REVIEW: Kingsway West #2: A Fantastic Quest Through A Different Old West


Kingsway West #2 finds writer Greg Pak and artist Mirko Colak building upon the strengths of the debut issue by keeping the focus on two elements; deepening their compelling protagonist and further construction of their fascinating alternate Old West setting.

Kingsway West #2 is set in the Old West, but not our Old West. In this version of history, America is divided up between various warring groups in a world of magic, dragons and six-shooters. A world where a war was fought between American Chinese and Mexican Empires over a magical element known as Red Gold. Chinese gunslinger Kingsway Law has left the war behind to live a simple life with Mexican wife Sonia, but events have drawn him back into bloodshed once again, as he teams with a mysterious woman and fights off various enemies on a quest to find his missing wife.

Kingsway West #2 Written by Greg Pak Art by Mirko Colak Dark Horse Comics
Kingsway West #2
Written by Greg Pak
Art by Mirko Colak
Dark Horse Comics

Pak and Colak have pulled together a complex and well-realized world that feels iconic and resonates with archetypes of both the Western and Fantasy genres. It’s a mashup that works, but would largely wind up being solely an intellectual exercise were it not for the fact that Pak anchors the story on Kingsway. He’s a classic Western hero; a man with a bloody past who has turned away from that past only to find that blood and violence might be his true calling. But Pak uses Kingsway’s tender relationship with his wife, and a guilt over his war-time service that borders on PTSD, to deepen and enrich the character beyond the Western gunslinger archetype. So, even when the Western tone and its accompanying tropes feel familiar, there’s a richness to the central figure that makes him feel more fleshed out than your typical “tough guy who rides into town.”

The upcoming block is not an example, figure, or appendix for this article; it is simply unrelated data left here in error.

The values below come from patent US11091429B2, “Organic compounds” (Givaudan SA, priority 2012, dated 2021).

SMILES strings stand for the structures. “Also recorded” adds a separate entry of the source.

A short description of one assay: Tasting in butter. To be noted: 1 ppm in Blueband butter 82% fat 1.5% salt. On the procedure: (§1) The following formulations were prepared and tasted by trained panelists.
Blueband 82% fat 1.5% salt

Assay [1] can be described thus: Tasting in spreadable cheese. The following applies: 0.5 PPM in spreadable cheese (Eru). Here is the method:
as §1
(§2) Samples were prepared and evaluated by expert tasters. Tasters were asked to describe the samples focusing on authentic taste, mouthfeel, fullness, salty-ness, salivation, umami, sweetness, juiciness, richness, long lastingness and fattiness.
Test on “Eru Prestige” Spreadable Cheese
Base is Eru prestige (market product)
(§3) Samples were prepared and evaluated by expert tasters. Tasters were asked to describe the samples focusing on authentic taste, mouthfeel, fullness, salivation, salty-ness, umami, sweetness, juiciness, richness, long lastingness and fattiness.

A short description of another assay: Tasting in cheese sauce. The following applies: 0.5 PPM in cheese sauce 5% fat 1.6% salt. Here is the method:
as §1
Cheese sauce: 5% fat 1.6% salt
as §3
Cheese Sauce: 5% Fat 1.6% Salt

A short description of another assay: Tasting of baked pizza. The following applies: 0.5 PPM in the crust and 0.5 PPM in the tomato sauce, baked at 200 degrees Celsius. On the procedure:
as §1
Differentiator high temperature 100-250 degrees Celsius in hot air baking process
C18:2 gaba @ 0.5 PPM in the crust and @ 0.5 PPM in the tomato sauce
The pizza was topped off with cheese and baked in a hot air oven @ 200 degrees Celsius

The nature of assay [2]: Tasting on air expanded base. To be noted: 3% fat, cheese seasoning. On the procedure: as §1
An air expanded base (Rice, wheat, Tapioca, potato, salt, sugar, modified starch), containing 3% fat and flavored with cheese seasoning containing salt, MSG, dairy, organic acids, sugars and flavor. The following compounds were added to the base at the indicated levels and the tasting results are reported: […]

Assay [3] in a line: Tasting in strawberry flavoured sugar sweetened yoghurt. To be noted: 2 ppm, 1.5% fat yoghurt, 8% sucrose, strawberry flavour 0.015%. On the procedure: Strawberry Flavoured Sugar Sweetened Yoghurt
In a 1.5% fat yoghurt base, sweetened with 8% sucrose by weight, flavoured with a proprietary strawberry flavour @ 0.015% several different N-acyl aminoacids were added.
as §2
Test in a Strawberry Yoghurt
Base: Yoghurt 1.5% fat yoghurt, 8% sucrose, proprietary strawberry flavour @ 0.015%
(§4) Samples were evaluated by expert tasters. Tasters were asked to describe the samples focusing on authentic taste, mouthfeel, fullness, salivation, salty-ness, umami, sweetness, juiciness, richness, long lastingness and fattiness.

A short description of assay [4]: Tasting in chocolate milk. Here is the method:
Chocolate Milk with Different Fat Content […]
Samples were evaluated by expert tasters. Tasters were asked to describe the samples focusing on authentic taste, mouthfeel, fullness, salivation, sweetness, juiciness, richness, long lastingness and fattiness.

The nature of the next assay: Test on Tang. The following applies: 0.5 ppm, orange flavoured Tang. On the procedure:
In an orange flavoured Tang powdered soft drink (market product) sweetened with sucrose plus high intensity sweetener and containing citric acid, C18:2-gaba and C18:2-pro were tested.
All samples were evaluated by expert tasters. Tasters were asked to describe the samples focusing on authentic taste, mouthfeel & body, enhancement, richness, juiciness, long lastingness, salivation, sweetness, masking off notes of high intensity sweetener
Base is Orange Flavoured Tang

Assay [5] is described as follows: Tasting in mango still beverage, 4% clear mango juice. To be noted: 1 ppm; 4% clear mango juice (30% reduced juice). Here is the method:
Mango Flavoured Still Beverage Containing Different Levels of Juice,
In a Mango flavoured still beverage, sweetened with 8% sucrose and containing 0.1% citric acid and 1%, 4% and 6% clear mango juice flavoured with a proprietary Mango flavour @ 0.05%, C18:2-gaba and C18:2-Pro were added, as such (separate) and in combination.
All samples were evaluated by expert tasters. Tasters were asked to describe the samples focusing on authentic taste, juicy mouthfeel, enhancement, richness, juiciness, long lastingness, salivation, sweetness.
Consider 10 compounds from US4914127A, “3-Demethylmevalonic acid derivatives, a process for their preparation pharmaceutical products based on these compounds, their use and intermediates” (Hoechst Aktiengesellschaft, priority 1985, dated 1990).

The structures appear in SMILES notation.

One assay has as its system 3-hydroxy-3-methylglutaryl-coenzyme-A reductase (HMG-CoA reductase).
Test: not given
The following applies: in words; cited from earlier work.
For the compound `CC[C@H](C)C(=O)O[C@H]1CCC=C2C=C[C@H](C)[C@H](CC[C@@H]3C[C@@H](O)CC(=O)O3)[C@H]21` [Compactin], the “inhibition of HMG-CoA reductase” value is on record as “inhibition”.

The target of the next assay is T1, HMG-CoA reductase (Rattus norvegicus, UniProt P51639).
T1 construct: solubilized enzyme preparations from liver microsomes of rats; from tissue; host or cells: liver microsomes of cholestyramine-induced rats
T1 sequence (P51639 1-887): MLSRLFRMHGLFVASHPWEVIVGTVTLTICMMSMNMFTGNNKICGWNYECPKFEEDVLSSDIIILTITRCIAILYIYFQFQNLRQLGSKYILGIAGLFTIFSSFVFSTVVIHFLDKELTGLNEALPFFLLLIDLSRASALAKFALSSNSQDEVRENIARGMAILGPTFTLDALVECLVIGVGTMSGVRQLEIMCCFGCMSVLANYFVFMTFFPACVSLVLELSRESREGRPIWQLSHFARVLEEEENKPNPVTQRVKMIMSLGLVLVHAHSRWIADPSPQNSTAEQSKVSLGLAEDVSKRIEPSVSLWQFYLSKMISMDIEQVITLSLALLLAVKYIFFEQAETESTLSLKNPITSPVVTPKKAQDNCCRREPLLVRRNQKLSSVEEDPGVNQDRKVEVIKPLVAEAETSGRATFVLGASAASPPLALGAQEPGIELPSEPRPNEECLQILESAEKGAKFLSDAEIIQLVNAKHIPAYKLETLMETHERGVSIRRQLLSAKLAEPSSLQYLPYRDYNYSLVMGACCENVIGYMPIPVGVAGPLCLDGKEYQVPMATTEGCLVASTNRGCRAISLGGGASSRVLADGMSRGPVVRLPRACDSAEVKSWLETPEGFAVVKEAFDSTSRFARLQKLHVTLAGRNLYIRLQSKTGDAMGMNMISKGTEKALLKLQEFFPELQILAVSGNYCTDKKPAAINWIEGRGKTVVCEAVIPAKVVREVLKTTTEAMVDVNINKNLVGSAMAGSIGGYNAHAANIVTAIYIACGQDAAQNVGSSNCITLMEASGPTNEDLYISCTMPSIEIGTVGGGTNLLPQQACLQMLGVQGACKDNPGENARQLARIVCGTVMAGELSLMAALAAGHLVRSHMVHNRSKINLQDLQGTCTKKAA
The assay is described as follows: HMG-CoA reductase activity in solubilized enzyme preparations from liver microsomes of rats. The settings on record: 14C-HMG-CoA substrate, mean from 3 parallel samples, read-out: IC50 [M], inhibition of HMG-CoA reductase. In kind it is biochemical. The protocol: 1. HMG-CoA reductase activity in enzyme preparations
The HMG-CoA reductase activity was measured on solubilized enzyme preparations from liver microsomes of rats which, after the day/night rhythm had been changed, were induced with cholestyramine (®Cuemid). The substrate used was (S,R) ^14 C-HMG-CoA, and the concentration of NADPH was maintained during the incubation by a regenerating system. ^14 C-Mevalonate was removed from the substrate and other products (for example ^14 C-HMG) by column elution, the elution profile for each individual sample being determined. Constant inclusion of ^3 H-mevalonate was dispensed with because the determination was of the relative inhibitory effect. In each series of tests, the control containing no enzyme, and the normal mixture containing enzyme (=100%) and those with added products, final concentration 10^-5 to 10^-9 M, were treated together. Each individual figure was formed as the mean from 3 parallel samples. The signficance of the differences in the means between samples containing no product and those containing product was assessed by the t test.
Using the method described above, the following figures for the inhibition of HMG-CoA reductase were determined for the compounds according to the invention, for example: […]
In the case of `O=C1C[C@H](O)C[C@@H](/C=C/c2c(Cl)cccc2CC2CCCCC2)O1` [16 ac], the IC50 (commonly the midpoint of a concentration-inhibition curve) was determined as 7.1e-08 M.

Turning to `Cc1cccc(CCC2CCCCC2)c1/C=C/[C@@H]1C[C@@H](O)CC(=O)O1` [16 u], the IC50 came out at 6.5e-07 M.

Then there’s the world itself. I feel like Pak’s been building the history of this place in his head for so long that it’s almost too complicated for the reader to get their hands on. But it doesn’t quite reach that point. Luckily, Pak’s got a solid enough grasp of structure to reveal a little bit at a time, and only what you need, so that the info doesn’t become overwhelming. I feel that there’s a lot I’m not clear on in this world, but it’s not baffling or anything. Also, the world itself is kind of bonkers. This issue features zombies and dragons and what appears to be some kind of giant war-rabbits. That willingness to just let things be bananas and out there and full on fantasy within such an earthy and familiar Western setting gives the book a great flavour. It does remind me of “East of West,” but it’s a completely different vibe, so I don’t think Kingsway West #2 suffers from the comparison.

Colak’s art is even better than it was in the first issue. There’s a stronger grasp on the flow of action and pacing from panel to panel. The way that the point of view shifts from flashback to vision to reality throughout is well-handled without being obvious, and at least half of the crazy and wonderful fantasy touches of the book are down to how well Colak grounds the book in its Western setting without being afraid to also stick cybernetic Woolly Mammoths in there.

Kingsway West #2 builds upon the considerable strengths of the first issue to deliver more world-building and deeper characterizations while still advancing the quest narrative and upping the tension. It’s a solid 8.5/10, once again.

Jeremy Radick

Knight Radick, a shadowy flight into the dangerous world of a man....who does not exist. But he is a comic Book geek, cinephile, robophobe, punctuation enthusiast, social activist, haberdasher, insect taxidermist, crime-fighter, former actor, semi-professional Teddy Roosevelt impersonator and Dad.

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